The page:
WASHINGTON, D.C.— A new online hub for digital literacy support and training will launch at the 2013 American Library Association Annual Conference in Chicago. Librarians who provide training or assistance with digital literacy in their libraries are encouraged to participate in the launch of the new online resource DigitalLearn.org.
WASHINGTON, D.C.— How do trends in education such as "bring your own device," social networking and collaborative learning spaces influence how students learn and how educators teach? In what ways can school librarians take advantage of these technologies and the interest in using them in K-12 education to support student learning long-term?
WASHINGTON, D.C.— Would you like to build a robust teen collection for your library? In “Maintaining Teen E-Collections,” a new 2013 Annual ALA Conference program sponsored by the Young Adult Library Services Association, participants will have the opportunity to talk to experts about building strong teen e-collections. The interactive session will take place from 10:30 - 11:30 a.m. Monday, July 1, 2013 at the McCormick Place Convention Center in room S106A.
WASHINGTON, D.C.— As governments continue to increase their use of digital technologies, how can your patrons use census figures which are now available? On Saturday, June 29, 2013, join officials from the U.S. Census Bureau during the session “The Census, Your Patrons and the DataFerrett,” a hands-on workshop that will teach participants use Census datasets. The session will be held from 3 - 4 p.m. in Hyatt Regency McCormick Place, Burnham Room 23A-B.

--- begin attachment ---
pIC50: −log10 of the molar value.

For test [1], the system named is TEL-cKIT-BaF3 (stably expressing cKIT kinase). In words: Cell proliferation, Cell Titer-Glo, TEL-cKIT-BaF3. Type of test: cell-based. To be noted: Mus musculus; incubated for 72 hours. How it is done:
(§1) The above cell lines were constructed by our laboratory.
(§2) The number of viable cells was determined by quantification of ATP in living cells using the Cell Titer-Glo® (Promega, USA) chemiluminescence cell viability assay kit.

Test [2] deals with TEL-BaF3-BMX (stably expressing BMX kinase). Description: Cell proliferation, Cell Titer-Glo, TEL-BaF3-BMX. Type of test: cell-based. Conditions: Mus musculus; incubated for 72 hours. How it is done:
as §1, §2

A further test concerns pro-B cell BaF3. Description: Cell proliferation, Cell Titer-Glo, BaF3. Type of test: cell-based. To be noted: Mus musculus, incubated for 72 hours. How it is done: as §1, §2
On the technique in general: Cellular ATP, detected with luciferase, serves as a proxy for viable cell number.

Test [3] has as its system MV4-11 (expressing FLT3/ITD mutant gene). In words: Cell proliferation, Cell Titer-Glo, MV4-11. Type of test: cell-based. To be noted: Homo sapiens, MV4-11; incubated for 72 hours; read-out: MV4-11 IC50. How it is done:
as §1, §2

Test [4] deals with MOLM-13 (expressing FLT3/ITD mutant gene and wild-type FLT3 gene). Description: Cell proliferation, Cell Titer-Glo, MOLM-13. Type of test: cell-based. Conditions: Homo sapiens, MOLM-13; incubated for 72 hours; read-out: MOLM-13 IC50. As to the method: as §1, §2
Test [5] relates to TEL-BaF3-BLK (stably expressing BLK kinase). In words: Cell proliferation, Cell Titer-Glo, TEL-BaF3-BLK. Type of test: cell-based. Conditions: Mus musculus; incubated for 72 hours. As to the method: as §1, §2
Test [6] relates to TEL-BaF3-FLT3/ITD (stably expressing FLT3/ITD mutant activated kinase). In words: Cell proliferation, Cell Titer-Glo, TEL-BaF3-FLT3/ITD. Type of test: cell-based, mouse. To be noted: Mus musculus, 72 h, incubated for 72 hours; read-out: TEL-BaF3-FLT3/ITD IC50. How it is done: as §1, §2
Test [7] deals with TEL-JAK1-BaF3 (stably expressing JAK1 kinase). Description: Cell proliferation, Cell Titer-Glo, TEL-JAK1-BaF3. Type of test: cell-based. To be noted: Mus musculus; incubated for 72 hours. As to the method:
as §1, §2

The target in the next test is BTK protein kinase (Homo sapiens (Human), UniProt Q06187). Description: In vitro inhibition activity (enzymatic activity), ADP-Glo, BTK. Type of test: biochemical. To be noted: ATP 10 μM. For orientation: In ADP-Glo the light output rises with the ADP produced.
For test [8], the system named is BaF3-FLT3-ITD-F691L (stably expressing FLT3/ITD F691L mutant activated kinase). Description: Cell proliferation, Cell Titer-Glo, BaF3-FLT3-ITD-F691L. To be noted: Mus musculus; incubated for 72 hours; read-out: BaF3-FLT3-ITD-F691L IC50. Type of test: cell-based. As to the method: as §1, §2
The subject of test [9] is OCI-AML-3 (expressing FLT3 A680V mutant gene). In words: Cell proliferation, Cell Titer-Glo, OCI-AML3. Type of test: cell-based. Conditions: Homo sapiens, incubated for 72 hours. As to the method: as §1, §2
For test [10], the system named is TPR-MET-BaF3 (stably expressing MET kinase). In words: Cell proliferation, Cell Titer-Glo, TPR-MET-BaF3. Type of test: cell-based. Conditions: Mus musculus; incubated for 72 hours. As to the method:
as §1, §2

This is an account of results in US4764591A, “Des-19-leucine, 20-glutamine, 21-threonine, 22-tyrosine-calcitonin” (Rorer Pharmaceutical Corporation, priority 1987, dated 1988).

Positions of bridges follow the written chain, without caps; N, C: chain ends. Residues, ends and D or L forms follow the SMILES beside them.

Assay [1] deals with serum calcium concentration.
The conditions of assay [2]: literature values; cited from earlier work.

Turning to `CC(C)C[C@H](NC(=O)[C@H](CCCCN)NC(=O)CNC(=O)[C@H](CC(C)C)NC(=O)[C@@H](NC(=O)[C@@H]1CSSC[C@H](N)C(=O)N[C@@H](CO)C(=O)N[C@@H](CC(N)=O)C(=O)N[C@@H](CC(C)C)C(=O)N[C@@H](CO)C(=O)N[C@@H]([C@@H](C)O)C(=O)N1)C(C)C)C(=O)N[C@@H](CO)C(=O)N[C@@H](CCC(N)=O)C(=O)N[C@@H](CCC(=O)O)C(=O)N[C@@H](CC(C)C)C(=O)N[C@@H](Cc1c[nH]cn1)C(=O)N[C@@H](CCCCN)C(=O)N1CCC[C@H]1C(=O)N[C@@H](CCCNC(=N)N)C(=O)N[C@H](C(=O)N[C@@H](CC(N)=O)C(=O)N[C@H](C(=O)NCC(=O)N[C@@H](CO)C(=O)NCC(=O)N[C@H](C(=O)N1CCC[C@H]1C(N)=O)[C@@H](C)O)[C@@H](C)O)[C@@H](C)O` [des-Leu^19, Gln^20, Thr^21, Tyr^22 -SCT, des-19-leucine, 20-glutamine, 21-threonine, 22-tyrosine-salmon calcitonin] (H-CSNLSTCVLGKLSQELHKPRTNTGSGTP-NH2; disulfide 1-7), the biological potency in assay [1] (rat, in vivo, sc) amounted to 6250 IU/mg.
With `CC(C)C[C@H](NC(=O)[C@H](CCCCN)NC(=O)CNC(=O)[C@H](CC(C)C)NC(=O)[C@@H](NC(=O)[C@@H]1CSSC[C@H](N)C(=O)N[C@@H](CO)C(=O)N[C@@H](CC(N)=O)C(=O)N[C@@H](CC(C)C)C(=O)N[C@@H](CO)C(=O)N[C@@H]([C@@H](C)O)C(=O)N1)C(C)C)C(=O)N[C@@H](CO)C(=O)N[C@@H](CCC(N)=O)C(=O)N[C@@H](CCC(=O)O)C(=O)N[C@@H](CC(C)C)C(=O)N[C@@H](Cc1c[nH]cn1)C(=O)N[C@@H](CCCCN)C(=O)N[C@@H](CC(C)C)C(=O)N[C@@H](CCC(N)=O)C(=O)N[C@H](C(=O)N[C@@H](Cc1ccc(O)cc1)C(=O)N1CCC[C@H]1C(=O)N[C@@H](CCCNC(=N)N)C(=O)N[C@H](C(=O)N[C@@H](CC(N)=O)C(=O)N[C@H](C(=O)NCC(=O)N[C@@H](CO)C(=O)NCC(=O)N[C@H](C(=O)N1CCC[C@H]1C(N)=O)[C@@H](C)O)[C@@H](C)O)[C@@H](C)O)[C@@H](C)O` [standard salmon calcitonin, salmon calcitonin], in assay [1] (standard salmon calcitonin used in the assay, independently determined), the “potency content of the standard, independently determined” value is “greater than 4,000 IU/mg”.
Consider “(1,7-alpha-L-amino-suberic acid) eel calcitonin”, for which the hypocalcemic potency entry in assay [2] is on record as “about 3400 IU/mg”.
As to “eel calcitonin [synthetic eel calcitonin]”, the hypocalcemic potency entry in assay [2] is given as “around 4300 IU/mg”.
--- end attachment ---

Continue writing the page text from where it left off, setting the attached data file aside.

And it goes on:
WASHINGTON, D.C.— Susan Crawford, telecommunications policy expert and former White House official, will share insights about national technology policy and implications for the library community at the 2013 American Library Association Annual Conference. Crawford will address conference attendees during the Washington Update session from 8:30 – 10 a.m. on Saturday, June 29, 2013, in the McCormick Place convention center.
WASHINGTON, D.C. — The American Library Association recently joined 86 other civil liberties groups, Internet activists and authors to sign an open letter to Congress (.doc), calling for a congressional investigative committee, similar to the Church Committee of the 1970s. The letter is in response to the recent leaking of highly classified documents about the government’s monitoring of private Internet and telephone communications.
The letter calls on Congress to:
WASHINGTON, D.C.—Are you surprised by the latest revelations of government surveillance programs? Are you interested in the government’s need to improve the balance between individual privacy rights and terrorism prevention?
WASHINGTON, D.C.— Take part in the ebook library lending discussion at this year's Annual Conference in Chicago. Join ALA’s Digital Content Working Group and learn about ALA ebook activities and plans from a distinguished panel of leaders during the session “ALA, Ebooks, and Digital Content: What’s Next?” The session will take place from 1 - 2:30 p.m. on Saturday, June 29, 2013 in Convention Center room S502.
WASHINGTON, D.C. — The American Library Association (ALA) is gravely concerned, but unfortunately not surprised, at this week’s revelations that the U.S. government obtained the phone records of all Verizon customers for the last seven years. Leaders of the association again call upon Congress to provide more accountability and transparency about how the government is obtaining and using vast amounts of information about innocent people.